A few weeks ago, my daughter came home from school and said that her friend had asked her to be a slave in their Halloween play. I am a middle-aged white woman who is not easily shocked. I am also a social worker who has worked with teens for twenty years, as well as a mother of a seven year old girl. Yet, this conversation still took me off guard. My daughter continued to tell me about her friend’s costume ideas for the play, and she asked me what I thought. I told her that I didn’t like the idea of anyone dressing up as another person’s slave, because it was not respectful. She looked perplexed, and said that she didn’t think it was disrespectful because they were just pretending.
What should I have said? How can I explain the cultural significance of Halloween and its costumes to a seven year old? In retrospect, I would have told my daughter that dressing up as someone else’s slave is disrespectful because slavery is an important part of our history as Americans, and we should respect all people, regardless of race or culture.
Halloween has always been my favorite holiday. I love the creativity that goes into costumes, carving pumpkins, decorating your house and yard, and handing out candy to all the kids. I also love dressing up as my favorite characters. As a child, I had a Scooby Doo costume that I wore every year without fail.
I often wonder what would be a good costume this year. The choices are endless: funny, scary, retro, sexy, etc. But one thing to consider when choosing your costume is whether it is culturally appropriate.
Every Halloween we see costumes that glorify slavery and racism. A woman dressed in blackface and an afro as a “ghetto girl.” Men wearing prison jumpsuits with their hands chained together. White men wearing blackface and dressed as “thugs” or rappers for Halloween parties or other celebrations. These costumes are not only racially insensitive, but demeaning to African Americans and people of color who live in this country.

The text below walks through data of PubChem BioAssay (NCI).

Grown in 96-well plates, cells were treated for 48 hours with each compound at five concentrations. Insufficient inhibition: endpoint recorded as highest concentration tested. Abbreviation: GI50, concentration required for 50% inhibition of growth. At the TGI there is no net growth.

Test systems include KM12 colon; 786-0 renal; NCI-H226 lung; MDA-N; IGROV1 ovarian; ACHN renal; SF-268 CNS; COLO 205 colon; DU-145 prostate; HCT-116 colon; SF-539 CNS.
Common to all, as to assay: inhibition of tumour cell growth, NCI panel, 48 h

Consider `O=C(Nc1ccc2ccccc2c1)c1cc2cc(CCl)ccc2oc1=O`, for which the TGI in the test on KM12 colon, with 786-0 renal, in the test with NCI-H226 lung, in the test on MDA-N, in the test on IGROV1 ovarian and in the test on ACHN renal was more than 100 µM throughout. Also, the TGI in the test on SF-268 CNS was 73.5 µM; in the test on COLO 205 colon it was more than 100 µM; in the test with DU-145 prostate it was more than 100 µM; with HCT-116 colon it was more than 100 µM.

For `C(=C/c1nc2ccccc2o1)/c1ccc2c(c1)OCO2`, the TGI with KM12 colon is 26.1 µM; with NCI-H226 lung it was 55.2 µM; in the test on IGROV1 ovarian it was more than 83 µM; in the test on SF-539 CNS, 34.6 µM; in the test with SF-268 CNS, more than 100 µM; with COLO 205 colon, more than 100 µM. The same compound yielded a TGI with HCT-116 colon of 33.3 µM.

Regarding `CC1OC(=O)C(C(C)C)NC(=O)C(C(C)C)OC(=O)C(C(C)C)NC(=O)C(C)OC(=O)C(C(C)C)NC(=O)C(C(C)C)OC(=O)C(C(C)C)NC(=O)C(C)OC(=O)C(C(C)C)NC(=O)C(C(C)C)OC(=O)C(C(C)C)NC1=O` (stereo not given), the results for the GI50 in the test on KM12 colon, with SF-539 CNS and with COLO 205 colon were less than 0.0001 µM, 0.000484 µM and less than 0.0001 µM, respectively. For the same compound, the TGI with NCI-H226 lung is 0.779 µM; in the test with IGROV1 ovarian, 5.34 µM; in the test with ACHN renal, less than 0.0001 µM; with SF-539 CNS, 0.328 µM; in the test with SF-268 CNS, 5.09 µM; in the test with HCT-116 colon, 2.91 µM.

The Scooby Doo Costume is a classic Halloween costume. What many people do not realize is that the costume glamorizes slavery and human trafficking. Some of the facts about this particular costume include:
1. Scooby Doo was originally purchased from an auction in New Orleans, Louisiana
2. Daphne Blake was the person who originally adopted Scooby-Doo for her own personal gain
3. Daphne Blake and her family were slave owners
4. The original Scooby Doo costume was worn by a slave named “Shaggy”
5. Shaggy was forced to be Scooby’s owner, handler and trainer with no option to leave due to the conditions of his slavery
6. On one occasion, Shaggy ran away with Scooby Doo in hopes of finding freedom but they were captured and brought back against their will
Halloween is a time when people of all ages, from children to adults, enjoy dressing up in costumes and participating in parties and other festivities. While many costumes are harmless and fun, some costumes can be offensive to others and cross the line into racism.
People often choose to dress up as other races for Halloween, and many of these costumes are racist caricatures that are insensitive and degrading. Costumes like “Mexican bandit” or “Native American princess” can make fun of an entire race, while others like “Arab terrorist” or “Blackface” promote racial stereotypes. These costumes perpetuate harmful ideas about different cultures, and they are not appropriate for Halloween or any other costume occasion.